School cuts coming - but where?

The Central Okanagan School District knows it will have to cut costs over the next two years, but it’s unclear at this point how much belt-tightening it will be forced to do.

School boards across the province have been told they must find $29 million in savings next year, and slightly less the following school year. But until the province provides more information, board chairperson Moyra Baxter says they can’t plan for the cuts.

“What I can say is that we don’t have the full information yet. We haven’t received our budget allocation; we usually get that in the first couple weeks of March.

“But we also know that the provincial government does expect school boards to cut $29 million this year – they call it 'finding savings.'”

Until the province announces how it will allocate the amounts for each school district, things are up in the air. The one thing Baxter is sure of is that it’s going to be another tough year of covering extra costs that are downloaded to the districts and not covered by the province, such as increases to MSP payments.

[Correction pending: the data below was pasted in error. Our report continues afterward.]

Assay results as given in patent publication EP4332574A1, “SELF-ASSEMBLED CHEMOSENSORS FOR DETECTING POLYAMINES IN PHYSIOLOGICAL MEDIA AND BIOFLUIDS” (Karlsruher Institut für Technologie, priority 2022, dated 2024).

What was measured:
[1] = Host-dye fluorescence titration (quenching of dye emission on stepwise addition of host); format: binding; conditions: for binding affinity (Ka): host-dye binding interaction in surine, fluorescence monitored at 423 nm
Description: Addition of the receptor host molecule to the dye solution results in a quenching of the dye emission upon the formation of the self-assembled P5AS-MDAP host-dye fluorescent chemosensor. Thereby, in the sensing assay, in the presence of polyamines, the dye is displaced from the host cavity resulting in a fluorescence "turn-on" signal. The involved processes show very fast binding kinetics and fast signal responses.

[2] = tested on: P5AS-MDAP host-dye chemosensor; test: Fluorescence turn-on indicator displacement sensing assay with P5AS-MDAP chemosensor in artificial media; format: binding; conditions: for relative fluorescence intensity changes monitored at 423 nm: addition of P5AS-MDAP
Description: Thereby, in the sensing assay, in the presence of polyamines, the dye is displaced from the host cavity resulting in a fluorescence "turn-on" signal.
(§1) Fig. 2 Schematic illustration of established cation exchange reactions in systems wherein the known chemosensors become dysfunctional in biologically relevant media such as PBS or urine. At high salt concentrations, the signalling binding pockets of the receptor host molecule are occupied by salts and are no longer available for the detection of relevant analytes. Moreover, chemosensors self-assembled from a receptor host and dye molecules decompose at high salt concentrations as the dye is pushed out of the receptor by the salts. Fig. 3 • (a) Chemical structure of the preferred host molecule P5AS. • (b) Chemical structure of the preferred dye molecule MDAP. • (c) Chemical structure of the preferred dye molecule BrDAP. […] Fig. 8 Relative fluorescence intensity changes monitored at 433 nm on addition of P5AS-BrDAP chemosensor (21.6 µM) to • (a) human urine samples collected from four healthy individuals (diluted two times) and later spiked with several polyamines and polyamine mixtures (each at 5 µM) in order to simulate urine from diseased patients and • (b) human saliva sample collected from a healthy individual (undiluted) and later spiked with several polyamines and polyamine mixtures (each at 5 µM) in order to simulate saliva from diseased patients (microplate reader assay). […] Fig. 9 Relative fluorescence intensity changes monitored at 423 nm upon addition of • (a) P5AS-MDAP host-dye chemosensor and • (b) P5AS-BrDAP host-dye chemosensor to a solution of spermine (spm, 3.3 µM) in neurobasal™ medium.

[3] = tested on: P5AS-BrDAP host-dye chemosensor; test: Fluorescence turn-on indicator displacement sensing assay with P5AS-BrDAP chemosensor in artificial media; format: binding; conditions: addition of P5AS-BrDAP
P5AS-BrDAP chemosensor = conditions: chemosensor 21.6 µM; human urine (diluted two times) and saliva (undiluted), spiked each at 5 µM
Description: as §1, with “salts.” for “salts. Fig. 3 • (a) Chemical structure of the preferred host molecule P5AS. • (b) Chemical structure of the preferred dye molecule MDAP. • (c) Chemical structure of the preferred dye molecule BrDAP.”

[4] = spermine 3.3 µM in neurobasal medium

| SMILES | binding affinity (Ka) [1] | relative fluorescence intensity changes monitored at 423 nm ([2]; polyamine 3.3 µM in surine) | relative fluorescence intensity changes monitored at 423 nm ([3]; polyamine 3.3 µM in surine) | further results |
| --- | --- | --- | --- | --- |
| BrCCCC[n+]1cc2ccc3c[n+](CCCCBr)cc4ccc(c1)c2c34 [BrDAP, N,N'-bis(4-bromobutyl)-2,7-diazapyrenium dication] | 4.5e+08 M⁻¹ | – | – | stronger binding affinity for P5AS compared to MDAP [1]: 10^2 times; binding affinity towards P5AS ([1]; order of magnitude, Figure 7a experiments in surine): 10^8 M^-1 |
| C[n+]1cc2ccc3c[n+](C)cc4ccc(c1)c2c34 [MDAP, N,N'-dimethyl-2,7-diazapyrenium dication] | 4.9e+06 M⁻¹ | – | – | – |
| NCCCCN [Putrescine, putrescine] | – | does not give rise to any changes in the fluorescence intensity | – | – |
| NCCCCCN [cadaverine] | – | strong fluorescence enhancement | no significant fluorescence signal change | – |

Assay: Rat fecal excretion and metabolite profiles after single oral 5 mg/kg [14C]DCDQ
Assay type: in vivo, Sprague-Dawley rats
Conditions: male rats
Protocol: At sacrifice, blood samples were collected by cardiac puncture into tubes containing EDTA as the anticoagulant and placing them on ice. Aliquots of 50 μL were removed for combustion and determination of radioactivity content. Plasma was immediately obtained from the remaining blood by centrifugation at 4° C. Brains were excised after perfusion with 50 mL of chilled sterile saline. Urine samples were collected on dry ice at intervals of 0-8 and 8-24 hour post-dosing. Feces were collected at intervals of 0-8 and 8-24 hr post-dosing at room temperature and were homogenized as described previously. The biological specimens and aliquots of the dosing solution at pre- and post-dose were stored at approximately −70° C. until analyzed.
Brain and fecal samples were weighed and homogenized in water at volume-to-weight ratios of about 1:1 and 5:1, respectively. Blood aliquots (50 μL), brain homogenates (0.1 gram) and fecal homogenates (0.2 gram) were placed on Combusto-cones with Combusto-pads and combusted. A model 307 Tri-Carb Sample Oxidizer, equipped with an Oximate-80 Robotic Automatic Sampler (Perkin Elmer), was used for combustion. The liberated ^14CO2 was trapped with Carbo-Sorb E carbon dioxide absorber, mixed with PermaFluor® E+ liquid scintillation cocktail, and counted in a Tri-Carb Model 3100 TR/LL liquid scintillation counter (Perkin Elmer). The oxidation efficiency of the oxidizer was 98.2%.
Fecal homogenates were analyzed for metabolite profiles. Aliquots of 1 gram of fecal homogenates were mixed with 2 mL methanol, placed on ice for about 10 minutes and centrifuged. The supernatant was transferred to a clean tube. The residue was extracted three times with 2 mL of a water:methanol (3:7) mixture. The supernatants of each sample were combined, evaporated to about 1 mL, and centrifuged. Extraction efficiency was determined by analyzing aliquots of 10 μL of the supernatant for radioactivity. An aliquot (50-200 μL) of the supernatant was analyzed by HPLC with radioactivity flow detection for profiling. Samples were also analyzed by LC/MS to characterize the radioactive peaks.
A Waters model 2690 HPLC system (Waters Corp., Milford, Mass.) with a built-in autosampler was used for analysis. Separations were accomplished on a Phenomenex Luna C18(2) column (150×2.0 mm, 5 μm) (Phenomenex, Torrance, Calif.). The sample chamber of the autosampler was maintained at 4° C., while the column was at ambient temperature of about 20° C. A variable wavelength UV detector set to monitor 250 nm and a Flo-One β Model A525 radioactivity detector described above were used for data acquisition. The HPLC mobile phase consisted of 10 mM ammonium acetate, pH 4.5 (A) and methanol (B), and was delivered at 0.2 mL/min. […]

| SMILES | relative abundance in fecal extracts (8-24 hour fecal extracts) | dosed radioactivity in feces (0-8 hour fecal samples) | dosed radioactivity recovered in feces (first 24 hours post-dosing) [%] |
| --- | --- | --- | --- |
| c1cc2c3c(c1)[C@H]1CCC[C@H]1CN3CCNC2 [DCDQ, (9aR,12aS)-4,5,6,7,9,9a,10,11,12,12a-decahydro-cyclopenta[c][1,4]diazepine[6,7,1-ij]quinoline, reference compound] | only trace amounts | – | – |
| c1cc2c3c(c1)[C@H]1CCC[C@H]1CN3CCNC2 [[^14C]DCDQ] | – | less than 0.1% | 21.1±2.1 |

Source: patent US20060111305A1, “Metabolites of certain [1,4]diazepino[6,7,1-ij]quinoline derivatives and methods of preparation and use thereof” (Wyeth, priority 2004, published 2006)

In addition to higher MSP premiums, electricity costs continue to climb as hydro rates are raised – although she did point out that lower fuel prices will help with school busing costs.

During Christy Clark’s luncheon appearance in Kelowna last week, the premier suggested school districts find back-office savings, possibly in administration.

“We’re very lean with our administrative costs,” Baxter responded on Thursday.

“I don’t know what that actually means, and anything you cut is going to affect students. That’s the business we’re in. It would be like saying a hospital has to make cuts, but it isn’t going to affect patients.”

No matter what happens, Baxter says the Central Okanagan doesn’t expect to receive any less money than it did last year, but any increase will also go toward raises negotiated last year for teachers.

“We have to fulfill our contractual responsibilities, so we expect that any extra money will probably be needed to go to employee costs,” she says.

“We’re going into our budget deliberations soon, and it’s going to be extremely difficult again. We pride ourselves on providing innovating programs, and you just hate the thought of stopping some of the things we do, such as giving teachers time to collaborate and talk. It really helps the students.”

Other possible cuts could include dual-credit programs the school district has with Okanagan College and BCIT, however, it’s still too early to say until the district sees the figures for its bottom line.


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